The Cheltenham Music Festival opens today (June 29th) and will be sure to attract the crowds as it boasts another year of great performances and talks, as well as music premieres.
One of the music premieres will be from Joseph Phibbs, whose new work will be performed by percussionist Evelyn Glennie, as well as the resident orchestra, the Festival Academy.
Other highlights include the appearance of BBC Radio 3 New Generation Artist Khatia Buniatishvili and a concert by pianist Leif Ove Andsnes. The artist-in-residence at the Berlin Philharmonic will perform two Beethoven sonatas, as well as works by Brahms and Schoenberg.
Sure to attract a large audience will be the London Philharmonic Orchestra, conducted by Vladimir Jurowski , on July 2nd. The orchestra has not performed at Cheltenham for some years owing to their residency at Glyndebourne during the summer period, but they did launch the festival back in 1945. Featuring soprano Amanda Roocroft, the night will see Wagner’s Overture of Die Meistersinger, as well as R. Strauss’ Four Last Songs and Brahms’ Symphony No 4 in E minor.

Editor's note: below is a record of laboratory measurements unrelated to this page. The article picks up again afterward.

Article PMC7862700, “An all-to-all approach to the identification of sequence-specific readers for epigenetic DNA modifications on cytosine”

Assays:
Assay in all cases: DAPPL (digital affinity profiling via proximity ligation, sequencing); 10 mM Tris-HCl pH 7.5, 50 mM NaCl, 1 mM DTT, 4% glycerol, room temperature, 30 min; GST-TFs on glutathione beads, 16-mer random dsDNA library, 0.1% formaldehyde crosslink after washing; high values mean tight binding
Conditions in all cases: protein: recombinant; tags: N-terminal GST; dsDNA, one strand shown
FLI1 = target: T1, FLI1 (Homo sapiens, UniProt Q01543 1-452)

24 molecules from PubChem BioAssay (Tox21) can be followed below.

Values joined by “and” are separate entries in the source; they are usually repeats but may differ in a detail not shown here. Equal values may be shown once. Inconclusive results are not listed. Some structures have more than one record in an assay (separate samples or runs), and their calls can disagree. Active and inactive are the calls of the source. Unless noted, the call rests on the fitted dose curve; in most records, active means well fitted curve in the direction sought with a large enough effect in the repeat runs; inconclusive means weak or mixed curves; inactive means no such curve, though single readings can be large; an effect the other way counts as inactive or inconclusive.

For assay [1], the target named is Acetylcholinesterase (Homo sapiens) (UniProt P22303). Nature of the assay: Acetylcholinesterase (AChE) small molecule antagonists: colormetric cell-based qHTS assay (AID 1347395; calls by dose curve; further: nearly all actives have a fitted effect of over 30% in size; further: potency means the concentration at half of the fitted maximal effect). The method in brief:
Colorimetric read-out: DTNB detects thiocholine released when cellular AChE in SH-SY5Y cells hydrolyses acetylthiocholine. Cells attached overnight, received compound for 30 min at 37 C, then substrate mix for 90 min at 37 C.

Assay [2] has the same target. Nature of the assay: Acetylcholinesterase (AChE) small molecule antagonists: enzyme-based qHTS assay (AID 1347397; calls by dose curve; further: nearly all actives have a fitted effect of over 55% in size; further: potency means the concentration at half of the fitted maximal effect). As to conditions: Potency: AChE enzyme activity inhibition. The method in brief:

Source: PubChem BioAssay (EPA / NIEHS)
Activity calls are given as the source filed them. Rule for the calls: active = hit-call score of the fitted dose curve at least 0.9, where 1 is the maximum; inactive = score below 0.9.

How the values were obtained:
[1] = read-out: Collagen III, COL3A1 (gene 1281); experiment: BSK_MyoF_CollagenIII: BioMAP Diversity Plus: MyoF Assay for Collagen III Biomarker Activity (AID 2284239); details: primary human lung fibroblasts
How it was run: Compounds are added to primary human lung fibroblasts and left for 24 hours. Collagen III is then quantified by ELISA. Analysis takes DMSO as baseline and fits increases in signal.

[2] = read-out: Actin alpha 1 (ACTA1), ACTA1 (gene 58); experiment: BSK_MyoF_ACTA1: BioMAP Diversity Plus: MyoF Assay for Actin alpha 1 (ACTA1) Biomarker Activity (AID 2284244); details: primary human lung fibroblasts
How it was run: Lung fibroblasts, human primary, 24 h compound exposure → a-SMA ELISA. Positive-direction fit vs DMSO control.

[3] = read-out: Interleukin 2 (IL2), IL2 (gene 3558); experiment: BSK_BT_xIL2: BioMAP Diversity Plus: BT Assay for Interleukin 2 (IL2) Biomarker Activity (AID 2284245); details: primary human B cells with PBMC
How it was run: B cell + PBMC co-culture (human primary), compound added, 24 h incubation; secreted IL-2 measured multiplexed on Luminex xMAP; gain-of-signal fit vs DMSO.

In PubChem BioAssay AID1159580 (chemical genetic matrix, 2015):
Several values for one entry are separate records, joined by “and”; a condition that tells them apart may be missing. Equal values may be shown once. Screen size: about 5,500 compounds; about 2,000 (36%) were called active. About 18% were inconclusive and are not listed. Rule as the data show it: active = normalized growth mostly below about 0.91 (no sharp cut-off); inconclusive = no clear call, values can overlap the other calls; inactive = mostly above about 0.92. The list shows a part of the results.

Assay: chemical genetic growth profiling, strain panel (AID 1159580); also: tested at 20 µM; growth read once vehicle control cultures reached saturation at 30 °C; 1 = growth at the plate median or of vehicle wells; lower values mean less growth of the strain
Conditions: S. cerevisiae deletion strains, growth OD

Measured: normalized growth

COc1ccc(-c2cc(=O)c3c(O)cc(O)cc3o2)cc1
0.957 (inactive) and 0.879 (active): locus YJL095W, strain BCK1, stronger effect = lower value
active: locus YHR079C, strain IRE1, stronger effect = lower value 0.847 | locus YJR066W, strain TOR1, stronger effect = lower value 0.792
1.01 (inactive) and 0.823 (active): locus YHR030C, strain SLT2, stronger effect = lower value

However, people after something a bit off the curb can see Greek on July 7th, the controversial opera by Mark-Anthony Turnage, which comes after Covent Garden premiered his latest opera, Anna Nicole, based on the life of the ill-fated Playboy model and octogenarian wife. Greek is equally shocking, reworking the Oedipus myth set in London’s East End, and hasn’t been performed in the UK for over a decade.
The Swingle Singers will also showcase their a cappella performances on July 9th, singing jazzed-up versions of Bach to Eric Whitacre works and contemporary pop.
Musical thinkers can also catch mathematician Marcus du Sautoy on July 2nd to explore how mathematicians and musicians are drawn to the same patterns to create their art.
Festivities will end for another year on July 10th.
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